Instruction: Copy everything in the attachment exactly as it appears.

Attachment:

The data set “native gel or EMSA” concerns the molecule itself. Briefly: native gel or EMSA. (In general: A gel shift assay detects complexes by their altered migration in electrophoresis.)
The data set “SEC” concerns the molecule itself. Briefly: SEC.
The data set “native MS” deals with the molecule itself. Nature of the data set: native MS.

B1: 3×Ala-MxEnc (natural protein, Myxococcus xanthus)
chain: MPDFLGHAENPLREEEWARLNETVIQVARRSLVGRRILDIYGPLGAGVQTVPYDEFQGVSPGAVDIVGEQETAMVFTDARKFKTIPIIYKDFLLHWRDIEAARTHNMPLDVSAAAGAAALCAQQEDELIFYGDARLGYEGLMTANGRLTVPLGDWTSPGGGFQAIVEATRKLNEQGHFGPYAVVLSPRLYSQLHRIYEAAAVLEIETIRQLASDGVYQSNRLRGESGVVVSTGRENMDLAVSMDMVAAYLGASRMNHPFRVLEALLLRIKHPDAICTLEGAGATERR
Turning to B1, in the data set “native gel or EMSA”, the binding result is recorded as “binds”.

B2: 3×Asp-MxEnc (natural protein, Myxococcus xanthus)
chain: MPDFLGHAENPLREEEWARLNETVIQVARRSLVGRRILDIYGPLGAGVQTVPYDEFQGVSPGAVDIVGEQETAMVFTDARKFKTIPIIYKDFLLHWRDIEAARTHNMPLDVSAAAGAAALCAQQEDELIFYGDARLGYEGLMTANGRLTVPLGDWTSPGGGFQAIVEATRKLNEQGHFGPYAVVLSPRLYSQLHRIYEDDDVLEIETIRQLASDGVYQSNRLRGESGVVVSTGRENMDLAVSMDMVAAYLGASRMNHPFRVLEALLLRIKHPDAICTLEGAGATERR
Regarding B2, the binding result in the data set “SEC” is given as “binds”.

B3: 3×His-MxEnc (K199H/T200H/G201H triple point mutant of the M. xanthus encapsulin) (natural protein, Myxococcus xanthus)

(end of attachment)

The data set “native gel or EMSA” concerns the molecule itself. Briefly: native gel or EMSA. (In general: A gel shift assay detects complexes by their altered migration in electrophoresis.)
The data set “SEC” concerns the molecule itself. Briefly: SEC.
The data set “native MS” deals with the molecule itself. Nature of the data set: native MS.

B1: 3×Ala-MxEnc (natural protein, Myxococcus xanthus)
chain: MPDFLGHAENPLREEEWARLNETVIQVARRSLVGRRILDIYGPLGAGVQTVPYDEFQGVSPGAVDIVGEQETAMVFTDARKFKTIPIIYKDFLLHWRDIEAARTHNMPLDVSAAAGAAALCAQQEDELIFYGDARLGYEGLMTANGRLTVPLGDWTSPGGGFQAIVEATRKLNEQGHFGPYAVVLSPRLYSQLHRIYEAAAVLEIETIRQLASDGVYQSNRLRGESGVVVSTGRENMDLAVSMDMVAAYLGASRMNHPFRVLEALLLRIKHPDAICTLEGAGATERR
Turning to B1, in the data set “native gel or EMSA”, the binding result is recorded as “binds”.

B2: 3×Asp-MxEnc (natural protein, Myxococcus xanthus)
chain: MPDFLGHAENPLREEEWARLNETVIQVARRSLVGRRILDIYGPLGAGVQTVPYDEFQGVSPGAVDIVGEQETAMVFTDARKFKTIPIIYKDFLLHWRDIEAARTHNMPLDVSAAAGAAALCAQQEDELIFYGDARLGYEGLMTANGRLTVPLGDWTSPGGGFQAIVEATRKLNEQGHFGPYAVVLSPRLYSQLHRIYEDDDVLEIETIRQLASDGVYQSNRLRGESGVVVSTGRENMDLAVSMDMVAAYLGASRMNHPFRVLEALLLRIKHPDAICTLEGAGATERR
Regarding B2, the binding result in the data set “SEC” is given as “binds”.

B3: 3×His-MxEnc (K199H/T200H/G201H triple point mutant of the M. xanthus encapsulin) (natural protein, Myxococcus xanthus)